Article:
The crisis provides Greece with an opportunity to change the image of the country and regain the place it deserves in European and world markets, Finance Minister Evangelos Venizelos said after a cabinet meeting on Tuesday.
?For this to happen, we must change the way the state, the economy and society work. Otherwise, we will remain bogged down, we will not be able to give new generations the opportunities the previous ones had… we have to give the Greek citizen the opportunity to feel proud again,? he stated.
Venizelos said Greece is not the European Union?s permanent lame duck, but rather that it is an equal, competitive country which has problems regarding its public debt and deficit that require structural measures to be overcome.
?We need to send a clear message that Greece will honor and fully implement what it has accepted and voted through,? he said.
The Cabinet adopted final decisions regarding the structural measures, ?on which the future of our country hangs.?
The first phase of privatizations, which targets the collection of 5 billion euros within 2011, will be expedited immediately, Venizelos said. This phase includes, among others, the extension to the license of betting company OPAP, the extension of the concession for Athens International Airport, and the sale of a stake in the Public Gas Corporation as well as the government?s remaining 20 percent holding in Hellenic Petroleum.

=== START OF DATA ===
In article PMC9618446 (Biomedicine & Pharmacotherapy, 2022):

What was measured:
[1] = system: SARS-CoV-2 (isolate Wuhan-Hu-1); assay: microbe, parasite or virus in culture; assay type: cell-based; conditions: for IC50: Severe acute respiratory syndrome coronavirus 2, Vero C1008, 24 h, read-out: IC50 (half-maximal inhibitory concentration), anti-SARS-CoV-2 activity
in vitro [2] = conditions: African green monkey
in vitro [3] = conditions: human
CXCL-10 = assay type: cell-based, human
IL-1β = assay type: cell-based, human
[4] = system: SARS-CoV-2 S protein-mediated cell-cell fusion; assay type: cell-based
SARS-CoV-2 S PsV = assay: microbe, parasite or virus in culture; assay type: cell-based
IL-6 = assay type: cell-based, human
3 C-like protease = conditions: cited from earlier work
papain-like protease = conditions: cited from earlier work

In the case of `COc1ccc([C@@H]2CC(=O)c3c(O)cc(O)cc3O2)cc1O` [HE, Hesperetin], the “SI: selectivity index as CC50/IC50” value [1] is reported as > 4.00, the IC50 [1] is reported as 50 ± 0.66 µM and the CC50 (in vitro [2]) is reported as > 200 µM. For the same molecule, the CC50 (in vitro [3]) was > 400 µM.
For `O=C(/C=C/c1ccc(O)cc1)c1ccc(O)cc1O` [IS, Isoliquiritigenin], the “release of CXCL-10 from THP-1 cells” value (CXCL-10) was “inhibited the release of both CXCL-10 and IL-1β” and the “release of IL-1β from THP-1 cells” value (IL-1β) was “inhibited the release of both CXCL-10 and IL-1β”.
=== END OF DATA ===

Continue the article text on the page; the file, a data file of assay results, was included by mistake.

?We are proceeding immediately. These specific public assets will be transferred to the special privatizations fund tomorrow,? he stated.
Earlier, Venizelos had promised that the revenue targets of the privatization program will be met. The targets are 1.7 billion euros by the end of September and about 5 billion by the end of the year.
The program for merging or shutting down public departments and agencies will be intensively pursued in the next few weeks, he added.
The Cabinet also decided upon the immediate activation and extension of the ?labor standby? scheme in the public sector, which will receive surplus staff at lower pay. Venizelos did not rule out layoffs in the public sector. He also promised further changes in the labor market and the full opening of closed-shop professions.